On to Top Tip number seven: Manage your business and your personal tasks using the same To-do system.
After all, business and personal tasks affect each other, they impinge on each other. If you’ve got your personal life organised, it will have a good effect on your business and visa versa. So why not use the same system?
If you use an note utility like Evernote, you can ‘tag’ notes that you want to do in certain places – eg with “Home” or “Shopping”. Now there are ways of being able to see your To-do items when you’re at home or at work and keep that distinct, but keep them in the same system.
This useful idea of tagging is covered more completely in the Timology system.
Tip Number 8
Number eight: Have a weekly review. First, collect any papers and anything else on your desk and put them in your Intray, then work through them till they’re gone.
Then go through your emails, and if they’ve built up, which they might do, then hack them back down to zero again – it just keeps things so much cleaner and efficient.
And then, look through, in the weekly review, every single on of the To-do tasks you’ve got and make sure you’ve got five to six on your special “Today” To-do list, which we looked at over here at point two.
Now, each one of these notes here is a task, and each task has a preview down here with some more information, which could be anything I want. These are the actual tasks, and they’re all in the To-do notebook, you can see from here, and they’re all… each one is tagged with various tags.
Some of them are tagged with “Today”, some of them are tagged with “Tomorrow”,
I keep things organised so that I can see a small number of items under my “Today” tag, and I know I am running low on things to do, I can quickly go to my “Tomrrow” tag and choose to move some items over to “Today”.
You might have noticed that I also have a “This Week” tag and I will move some items from here periodically over to Tomorrow or even to Today. I do all this moving around each day to some extent: but I check very item in all my to do lists at my weekly review.
I hope you get the rough idea – this is all made clearer in the Timology training.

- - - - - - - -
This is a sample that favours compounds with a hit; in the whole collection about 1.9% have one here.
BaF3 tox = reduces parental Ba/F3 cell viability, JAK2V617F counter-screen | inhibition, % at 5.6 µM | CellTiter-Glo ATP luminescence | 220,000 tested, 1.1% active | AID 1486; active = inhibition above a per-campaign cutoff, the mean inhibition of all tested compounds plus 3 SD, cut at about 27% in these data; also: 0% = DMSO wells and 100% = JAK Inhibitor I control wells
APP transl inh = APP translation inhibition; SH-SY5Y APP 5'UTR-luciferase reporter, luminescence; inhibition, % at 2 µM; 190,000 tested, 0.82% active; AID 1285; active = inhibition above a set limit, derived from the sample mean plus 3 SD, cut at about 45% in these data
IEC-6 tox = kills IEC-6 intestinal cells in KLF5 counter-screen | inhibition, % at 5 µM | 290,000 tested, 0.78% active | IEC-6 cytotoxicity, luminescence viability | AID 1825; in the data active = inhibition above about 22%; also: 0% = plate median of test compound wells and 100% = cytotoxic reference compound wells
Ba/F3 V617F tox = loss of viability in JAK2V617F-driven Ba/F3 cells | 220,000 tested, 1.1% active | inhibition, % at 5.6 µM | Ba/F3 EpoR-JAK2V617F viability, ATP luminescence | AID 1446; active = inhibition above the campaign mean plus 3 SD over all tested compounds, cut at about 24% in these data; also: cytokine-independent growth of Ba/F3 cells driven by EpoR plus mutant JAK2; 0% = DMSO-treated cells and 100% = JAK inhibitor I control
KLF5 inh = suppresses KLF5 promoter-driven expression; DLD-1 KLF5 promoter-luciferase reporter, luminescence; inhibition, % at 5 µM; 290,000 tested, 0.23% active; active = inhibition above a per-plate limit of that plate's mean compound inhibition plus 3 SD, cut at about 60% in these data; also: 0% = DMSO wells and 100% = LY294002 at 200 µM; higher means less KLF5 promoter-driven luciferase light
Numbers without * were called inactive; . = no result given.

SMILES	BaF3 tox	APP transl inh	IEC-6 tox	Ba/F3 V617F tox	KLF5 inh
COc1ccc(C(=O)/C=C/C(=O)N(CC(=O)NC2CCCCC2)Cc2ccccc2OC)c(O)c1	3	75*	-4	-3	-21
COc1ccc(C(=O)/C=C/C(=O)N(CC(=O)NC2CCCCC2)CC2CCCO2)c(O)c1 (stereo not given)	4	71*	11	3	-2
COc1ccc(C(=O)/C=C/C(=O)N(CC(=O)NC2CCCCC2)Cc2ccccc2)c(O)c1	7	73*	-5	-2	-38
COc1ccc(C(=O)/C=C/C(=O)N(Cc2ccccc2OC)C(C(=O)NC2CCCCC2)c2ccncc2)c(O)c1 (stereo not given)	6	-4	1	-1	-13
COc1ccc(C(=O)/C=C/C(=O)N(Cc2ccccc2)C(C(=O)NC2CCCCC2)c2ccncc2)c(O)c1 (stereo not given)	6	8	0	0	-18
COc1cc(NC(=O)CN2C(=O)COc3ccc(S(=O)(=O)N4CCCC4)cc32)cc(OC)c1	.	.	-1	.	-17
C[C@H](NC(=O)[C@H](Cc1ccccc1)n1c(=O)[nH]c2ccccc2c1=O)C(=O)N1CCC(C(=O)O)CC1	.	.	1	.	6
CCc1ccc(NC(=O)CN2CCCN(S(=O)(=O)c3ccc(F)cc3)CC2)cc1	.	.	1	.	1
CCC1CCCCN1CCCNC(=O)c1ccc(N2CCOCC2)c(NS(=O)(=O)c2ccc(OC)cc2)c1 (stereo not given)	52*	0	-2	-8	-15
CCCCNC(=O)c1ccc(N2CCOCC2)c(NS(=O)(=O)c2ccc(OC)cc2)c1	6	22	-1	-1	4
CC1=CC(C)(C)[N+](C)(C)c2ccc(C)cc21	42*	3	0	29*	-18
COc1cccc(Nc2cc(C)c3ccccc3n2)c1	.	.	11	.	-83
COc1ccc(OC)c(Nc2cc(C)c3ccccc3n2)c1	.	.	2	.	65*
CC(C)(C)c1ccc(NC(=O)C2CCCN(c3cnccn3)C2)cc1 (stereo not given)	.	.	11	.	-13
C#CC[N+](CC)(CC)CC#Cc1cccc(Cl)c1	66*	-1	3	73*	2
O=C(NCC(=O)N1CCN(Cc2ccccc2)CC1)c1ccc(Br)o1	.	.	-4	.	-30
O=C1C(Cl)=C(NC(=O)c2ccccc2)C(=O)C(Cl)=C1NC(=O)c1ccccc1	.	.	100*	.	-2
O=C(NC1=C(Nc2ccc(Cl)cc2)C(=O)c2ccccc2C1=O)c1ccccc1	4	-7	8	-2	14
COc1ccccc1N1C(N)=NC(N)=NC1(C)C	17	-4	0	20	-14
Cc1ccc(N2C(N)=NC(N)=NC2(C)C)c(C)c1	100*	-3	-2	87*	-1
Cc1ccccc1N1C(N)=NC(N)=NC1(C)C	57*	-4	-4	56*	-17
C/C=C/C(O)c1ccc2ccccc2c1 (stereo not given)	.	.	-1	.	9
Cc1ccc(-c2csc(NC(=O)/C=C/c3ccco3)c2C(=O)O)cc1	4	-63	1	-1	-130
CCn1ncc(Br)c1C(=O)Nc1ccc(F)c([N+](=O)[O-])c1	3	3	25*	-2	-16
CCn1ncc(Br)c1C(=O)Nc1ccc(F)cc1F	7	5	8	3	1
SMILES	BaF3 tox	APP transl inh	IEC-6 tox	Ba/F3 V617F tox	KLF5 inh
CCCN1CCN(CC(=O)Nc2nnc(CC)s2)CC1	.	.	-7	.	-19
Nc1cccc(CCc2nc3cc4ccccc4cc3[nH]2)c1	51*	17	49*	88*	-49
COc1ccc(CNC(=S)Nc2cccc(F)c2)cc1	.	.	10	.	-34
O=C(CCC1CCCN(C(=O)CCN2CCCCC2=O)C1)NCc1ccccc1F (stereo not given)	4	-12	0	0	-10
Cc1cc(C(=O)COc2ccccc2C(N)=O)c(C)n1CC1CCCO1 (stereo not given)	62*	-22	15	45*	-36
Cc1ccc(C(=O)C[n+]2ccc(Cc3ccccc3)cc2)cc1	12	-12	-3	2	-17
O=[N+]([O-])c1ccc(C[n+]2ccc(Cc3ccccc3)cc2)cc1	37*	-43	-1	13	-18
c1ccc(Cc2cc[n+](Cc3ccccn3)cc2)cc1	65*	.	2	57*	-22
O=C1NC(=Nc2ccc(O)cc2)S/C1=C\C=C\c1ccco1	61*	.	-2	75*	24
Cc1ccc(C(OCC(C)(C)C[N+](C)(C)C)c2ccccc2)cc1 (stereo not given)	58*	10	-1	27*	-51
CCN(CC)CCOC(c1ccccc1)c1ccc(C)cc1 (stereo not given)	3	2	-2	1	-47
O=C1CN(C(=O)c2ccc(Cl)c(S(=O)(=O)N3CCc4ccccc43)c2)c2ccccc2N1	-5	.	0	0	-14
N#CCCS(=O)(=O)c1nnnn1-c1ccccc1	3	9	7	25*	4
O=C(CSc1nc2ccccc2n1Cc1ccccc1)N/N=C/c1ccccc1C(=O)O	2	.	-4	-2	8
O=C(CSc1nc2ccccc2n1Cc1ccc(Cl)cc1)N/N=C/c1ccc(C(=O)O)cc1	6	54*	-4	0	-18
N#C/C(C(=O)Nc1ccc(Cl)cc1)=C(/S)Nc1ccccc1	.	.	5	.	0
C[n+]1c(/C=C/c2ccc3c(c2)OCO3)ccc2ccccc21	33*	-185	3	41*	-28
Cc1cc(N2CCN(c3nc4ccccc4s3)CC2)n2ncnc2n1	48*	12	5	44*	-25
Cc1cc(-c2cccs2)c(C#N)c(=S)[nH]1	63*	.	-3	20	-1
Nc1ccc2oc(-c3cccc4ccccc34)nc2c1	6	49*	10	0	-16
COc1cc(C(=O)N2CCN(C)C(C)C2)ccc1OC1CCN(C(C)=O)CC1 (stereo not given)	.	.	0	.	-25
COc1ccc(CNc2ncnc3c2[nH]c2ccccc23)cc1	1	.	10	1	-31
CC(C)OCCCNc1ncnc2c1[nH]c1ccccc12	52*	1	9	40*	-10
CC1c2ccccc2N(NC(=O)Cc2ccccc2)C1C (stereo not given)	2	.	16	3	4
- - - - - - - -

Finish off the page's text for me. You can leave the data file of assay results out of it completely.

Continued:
So that’s the weekly review – really necessary to keep yourself tidy – and don’t forget to go through that in-tray during your weekly review and clear it out.
Tip Number 9
Number nine: Only keep time-specific tasks in your calendar. So don’t put to-do items in your calendar. I personally have maybe two, three, four items in my calendar in a day. That’s all.
Having To-do list items in a calendar really is a waste of time because you end up just having to move them around. And you don’t know you’re going to get around to something on a certain day, so it’s better to keep you to two items on the To-do lists and not clutter it up. So only put things in your calendar that have to be done at a certain time or on a certain day.
Tip Number 10
And finally number ten: Keep a “Pending” list and put on it things you are waiting for others to do. So if you ask somebody to do something, if somebody says they’re going to get back to you, if you delegate a task, put it on a “Pending” list and review it during your weekly review.
Now in my own system, I actually have that here as a tag. So I can check my Pending tag items in Evernote and check what I am owed by various people, each week or so.
Tip Number 11
Use a note utility – such as Evernote. Other options are the Linux Evernote clone which used to be called Nevernote, but now it’s Nixnote: and also, you can use Microsoft’s OneNote.
I’ve shown a few example of how Evernote helps me with my time management and it’s because a. it allows me to tag my to dos, and b. it’s so easy to add to dos or filing to it – whether it’s typed in directly, emailed to my Evernote email address which automatically drops it into my Evernote, or forwarded to Evernote from my email programme or from my phone.
I want to keep this training short, so check elsewhere for my Timology training programmes which tell you in detail how, using a note utility, I used Timology to double my productivity.
So that’s the end of this summary of Top Ten Time Management Tips. If you get your time management right, you can become much more effective and efficient in not only your work, but also your private life.
And doing your work will become much more satisfying, because you’ll have your finger on the pulse of your work: you’ll know where you are with everything. If you need to look stuff up, you’ll know where to look. You won’t overlook tasks, and you will simply achieve more in the working time you have available.
So I hope you got some useful ideas from these top ten tips.
Evernote is such a useful program that I think absolutely everybody could benefit from using it.